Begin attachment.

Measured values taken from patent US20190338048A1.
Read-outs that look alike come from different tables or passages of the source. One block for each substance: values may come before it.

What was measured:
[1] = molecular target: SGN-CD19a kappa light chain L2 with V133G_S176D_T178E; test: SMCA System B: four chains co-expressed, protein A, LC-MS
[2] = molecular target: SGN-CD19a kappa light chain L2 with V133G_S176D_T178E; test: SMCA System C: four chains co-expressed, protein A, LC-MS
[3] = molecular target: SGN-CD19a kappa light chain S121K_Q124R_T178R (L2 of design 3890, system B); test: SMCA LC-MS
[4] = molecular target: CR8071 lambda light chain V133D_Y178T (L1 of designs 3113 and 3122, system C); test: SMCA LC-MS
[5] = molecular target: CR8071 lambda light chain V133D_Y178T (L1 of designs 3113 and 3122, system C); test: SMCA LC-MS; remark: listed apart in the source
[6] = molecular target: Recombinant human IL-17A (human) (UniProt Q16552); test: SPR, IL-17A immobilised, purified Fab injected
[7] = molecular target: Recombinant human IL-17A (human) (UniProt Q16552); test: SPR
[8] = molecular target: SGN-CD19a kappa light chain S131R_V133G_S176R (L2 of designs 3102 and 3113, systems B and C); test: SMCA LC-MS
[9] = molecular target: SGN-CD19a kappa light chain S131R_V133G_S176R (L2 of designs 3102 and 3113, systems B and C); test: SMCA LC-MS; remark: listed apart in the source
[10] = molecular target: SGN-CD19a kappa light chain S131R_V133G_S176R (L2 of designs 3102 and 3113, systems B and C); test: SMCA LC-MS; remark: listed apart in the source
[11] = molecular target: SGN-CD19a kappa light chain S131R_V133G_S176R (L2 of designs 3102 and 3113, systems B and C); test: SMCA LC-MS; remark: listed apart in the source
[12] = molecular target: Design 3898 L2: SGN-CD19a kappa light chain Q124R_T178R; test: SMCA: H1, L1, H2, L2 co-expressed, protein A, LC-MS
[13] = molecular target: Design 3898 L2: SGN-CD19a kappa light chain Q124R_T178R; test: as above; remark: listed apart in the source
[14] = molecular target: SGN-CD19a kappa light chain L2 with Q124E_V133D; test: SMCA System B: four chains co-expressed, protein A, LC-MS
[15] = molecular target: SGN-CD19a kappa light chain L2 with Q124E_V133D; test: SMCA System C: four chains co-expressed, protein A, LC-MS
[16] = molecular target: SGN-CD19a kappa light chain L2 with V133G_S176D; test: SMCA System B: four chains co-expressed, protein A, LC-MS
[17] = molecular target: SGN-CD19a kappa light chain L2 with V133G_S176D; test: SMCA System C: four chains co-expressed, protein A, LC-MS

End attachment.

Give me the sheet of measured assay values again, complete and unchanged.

Measured values taken from patent US20190338048A1.
Read-outs that look alike come from different tables or passages of the source. One block for each substance: values may come before it.

What was measured:
[1] = molecular target: SGN-CD19a kappa light chain L2 with V133G_S176D_T178E; test: SMCA System B: four chains co-expressed, protein A, LC-MS
[2] = molecular target: SGN-CD19a kappa light chain L2 with V133G_S176D_T178E; test: SMCA System C: four chains co-expressed, protein A, LC-MS
[3] = molecular target: SGN-CD19a kappa light chain S121K_Q124R_T178R (L2 of design 3890, system B); test: SMCA LC-MS
[4] = molecular target: CR8071 lambda light chain V133D_Y178T (L1 of designs 3113 and 3122, system C); test: SMCA LC-MS
[5] = molecular target: CR8071 lambda light chain V133D_Y178T (L1 of designs 3113 and 3122, system C); test: SMCA LC-MS; remark: listed apart in the source
[6] = molecular target: Recombinant human IL-17A (human) (UniProt Q16552); test: SPR, IL-17A immobilised, purified Fab injected
[7] = molecular target: Recombinant human IL-17A (human) (UniProt Q16552); test: SPR
[8] = molecular target: SGN-CD19a kappa light chain S131R_V133G_S176R (L2 of designs 3102 and 3113, systems B and C); test: SMCA LC-MS
[9] = molecular target: SGN-CD19a kappa light chain S131R_V133G_S176R (L2 of designs 3102 and 3113, systems B and C); test: SMCA LC-MS; remark: listed apart in the source
[10] = molecular target: SGN-CD19a kappa light chain S131R_V133G_S176R (L2 of designs 3102 and 3113, systems B and C); test: SMCA LC-MS; remark: listed apart in the source
[11] = molecular target: SGN-CD19a kappa light chain S131R_V133G_S176R (L2 of designs 3102 and 3113, systems B and C); test: SMCA LC-MS; remark: listed apart in the source
[12] = molecular target: Design 3898 L2: SGN-CD19a kappa light chain Q124R_T178R; test: SMCA: H1, L1, H2, L2 co-expressed, protein A, LC-MS
[13] = molecular target: Design 3898 L2: SGN-CD19a kappa light chain Q124R_T178R; test: as above; remark: listed apart in the source
[14] = molecular target: SGN-CD19a kappa light chain L2 with Q124E_V133D; test: SMCA System B: four chains co-expressed, protein A, LC-MS
[15] = molecular target: SGN-CD19a kappa light chain L2 with Q124E_V133D; test: SMCA System C: four chains co-expressed, protein A, LC-MS
[16] = molecular target: SGN-CD19a kappa light chain L2 with V133G_S176D; test: SMCA System B: four chains co-expressed, protein A, LC-MS
[17] = molecular target: SGN-CD19a kappa light chain L2 with V133G_S176D; test: SMCA System C: four chains co-expressed, protein A, LC-MS